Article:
To face the duel, Neeson embarked on one of the most surprising third acts in Hollywood: in 12 years he has shot 41 films, 17 of which are low-budget projects in which the protagonist takes revenge on some criminals who have gotten into with the wrong old man. With Revenge a film subgenre was born about avengers who take the law into their own hands in the best tradition of Charles Bronson’s I’m the justice (1982). The Liam Neeson movie receives titles like One night to survive, Walking among the graves either White Hell. The subgenre has made him a millionaire and, incidentally, has given work to all his generation mates: a Liam Neeson movie It can star Pierce Brosnan, Denzel Washington or Sean Penn.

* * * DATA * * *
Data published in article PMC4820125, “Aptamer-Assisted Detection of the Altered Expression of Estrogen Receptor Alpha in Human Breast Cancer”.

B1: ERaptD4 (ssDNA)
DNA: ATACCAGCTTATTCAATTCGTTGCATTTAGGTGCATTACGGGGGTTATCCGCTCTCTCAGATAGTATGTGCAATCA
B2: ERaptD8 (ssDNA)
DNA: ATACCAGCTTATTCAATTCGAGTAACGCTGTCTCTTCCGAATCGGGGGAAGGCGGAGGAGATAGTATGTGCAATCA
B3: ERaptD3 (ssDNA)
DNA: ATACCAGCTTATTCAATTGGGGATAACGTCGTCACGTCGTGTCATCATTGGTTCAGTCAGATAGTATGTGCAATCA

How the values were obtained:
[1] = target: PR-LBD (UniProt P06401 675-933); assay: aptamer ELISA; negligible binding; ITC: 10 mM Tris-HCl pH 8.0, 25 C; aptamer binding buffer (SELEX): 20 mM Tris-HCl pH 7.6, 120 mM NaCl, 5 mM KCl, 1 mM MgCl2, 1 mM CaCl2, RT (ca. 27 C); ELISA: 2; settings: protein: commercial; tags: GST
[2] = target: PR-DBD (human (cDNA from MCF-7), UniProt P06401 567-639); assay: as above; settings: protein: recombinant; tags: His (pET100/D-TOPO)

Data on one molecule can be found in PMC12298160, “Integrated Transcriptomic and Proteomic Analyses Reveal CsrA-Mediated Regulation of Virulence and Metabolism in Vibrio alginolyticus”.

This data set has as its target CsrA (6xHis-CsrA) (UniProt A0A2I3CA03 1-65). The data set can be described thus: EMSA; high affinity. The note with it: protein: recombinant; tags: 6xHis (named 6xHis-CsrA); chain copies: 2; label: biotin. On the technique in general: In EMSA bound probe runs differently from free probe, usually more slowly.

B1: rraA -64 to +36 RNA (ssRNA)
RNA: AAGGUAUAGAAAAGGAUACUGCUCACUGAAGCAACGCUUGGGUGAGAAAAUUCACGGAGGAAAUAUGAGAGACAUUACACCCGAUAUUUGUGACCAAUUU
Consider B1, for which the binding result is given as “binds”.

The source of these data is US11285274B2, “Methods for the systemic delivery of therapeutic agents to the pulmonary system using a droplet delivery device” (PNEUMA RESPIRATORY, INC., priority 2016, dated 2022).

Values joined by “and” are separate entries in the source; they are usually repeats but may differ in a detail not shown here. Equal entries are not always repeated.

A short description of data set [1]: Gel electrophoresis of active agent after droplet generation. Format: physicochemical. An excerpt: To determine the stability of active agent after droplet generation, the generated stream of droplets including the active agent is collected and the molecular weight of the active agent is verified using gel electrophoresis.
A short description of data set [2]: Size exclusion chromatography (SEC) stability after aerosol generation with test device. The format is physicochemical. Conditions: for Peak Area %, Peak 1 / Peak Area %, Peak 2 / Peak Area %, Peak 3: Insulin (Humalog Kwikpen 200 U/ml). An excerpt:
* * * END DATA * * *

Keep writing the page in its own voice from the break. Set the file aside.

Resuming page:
Liam Neeson doesn’t seem happy, but he does seem at peace. About to turn 71, he hasn’t drunk or smoked for 10 years, two things he’s done consistently for the past 40 years (“Ewan [McGregor] his name was Qui-Gon Gin”, he reveals in reference to the volume of alcohol he drank when he filmed the phantom menace). But he confesses that he is at an age in which one looks more to the past than to the future. What comes to mind when he thinks of his long career? Neeson spends a few seconds in silence before answering. “There is a part of me that feels like Anthony Hopkins. Every time I see him I give him a hug and say, ‘How’s it going, Tony?’ And he always answers the same thing: ‘Fantastic. They haven’t discovered me yet.’ And then there’s another part of me that feels like, yeah… it’s been a good… I like acting. I like to look at a scene of mine and think, ‘That worked for me, that worked.’ I have had a good life”, he concludes before correcting himself: “I am having a good life”.